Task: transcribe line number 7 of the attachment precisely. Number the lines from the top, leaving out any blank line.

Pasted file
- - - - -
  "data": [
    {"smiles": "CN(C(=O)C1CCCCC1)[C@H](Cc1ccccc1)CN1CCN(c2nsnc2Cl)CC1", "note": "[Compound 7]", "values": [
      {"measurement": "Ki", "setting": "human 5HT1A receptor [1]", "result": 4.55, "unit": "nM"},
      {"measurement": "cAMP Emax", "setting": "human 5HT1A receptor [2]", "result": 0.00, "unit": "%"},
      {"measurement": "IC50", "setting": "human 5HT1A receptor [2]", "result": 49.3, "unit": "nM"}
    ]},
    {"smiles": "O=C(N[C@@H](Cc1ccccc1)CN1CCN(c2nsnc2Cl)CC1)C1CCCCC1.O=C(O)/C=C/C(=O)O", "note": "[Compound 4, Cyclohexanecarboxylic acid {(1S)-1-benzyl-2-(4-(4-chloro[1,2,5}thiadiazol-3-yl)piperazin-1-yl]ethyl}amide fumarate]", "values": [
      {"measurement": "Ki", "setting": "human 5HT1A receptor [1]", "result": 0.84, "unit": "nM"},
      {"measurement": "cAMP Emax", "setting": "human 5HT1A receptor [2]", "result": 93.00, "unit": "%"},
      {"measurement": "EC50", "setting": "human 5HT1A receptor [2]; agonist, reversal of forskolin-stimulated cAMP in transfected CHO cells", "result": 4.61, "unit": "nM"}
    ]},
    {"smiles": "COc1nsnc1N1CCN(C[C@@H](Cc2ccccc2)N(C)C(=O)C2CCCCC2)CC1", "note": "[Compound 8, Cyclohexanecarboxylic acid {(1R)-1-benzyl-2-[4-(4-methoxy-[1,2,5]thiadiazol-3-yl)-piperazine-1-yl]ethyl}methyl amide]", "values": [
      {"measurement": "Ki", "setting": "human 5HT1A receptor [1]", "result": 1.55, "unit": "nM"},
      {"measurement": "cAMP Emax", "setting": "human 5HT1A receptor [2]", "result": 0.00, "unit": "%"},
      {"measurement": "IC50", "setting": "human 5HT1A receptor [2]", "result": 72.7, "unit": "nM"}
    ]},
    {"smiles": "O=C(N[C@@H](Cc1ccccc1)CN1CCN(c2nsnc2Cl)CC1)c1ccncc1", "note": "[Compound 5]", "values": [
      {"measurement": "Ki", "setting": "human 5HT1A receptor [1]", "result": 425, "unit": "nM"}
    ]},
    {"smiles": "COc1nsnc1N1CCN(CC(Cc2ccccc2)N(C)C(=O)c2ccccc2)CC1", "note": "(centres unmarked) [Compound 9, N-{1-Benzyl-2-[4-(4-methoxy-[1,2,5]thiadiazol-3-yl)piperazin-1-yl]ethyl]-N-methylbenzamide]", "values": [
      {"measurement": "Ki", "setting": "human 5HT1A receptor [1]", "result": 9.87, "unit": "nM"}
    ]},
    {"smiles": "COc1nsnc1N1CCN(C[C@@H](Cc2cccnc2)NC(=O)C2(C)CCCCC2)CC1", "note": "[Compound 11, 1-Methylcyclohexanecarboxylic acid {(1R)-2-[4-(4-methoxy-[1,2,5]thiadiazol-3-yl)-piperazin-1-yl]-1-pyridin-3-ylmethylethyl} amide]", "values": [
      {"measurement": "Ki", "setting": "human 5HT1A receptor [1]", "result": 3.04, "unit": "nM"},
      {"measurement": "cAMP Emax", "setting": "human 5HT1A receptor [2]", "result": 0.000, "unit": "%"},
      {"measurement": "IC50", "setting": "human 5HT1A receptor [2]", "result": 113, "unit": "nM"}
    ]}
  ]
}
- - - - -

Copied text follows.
    {"smiles": "O=C(N[C@@H](Cc1ccccc1)CN1CCN(c2nsnc2Cl)CC1)C1CCCCC1.O=C(O)/C=C/C(=O)O", "note": "[Compound 4, Cyclohexanecarboxylic acid {(1S)-1-benzyl-2-(4-(4-chloro[1,2,5}thiadiazol-3-yl)piperazin-1-yl]ethyl}amide fumarate]", "values": [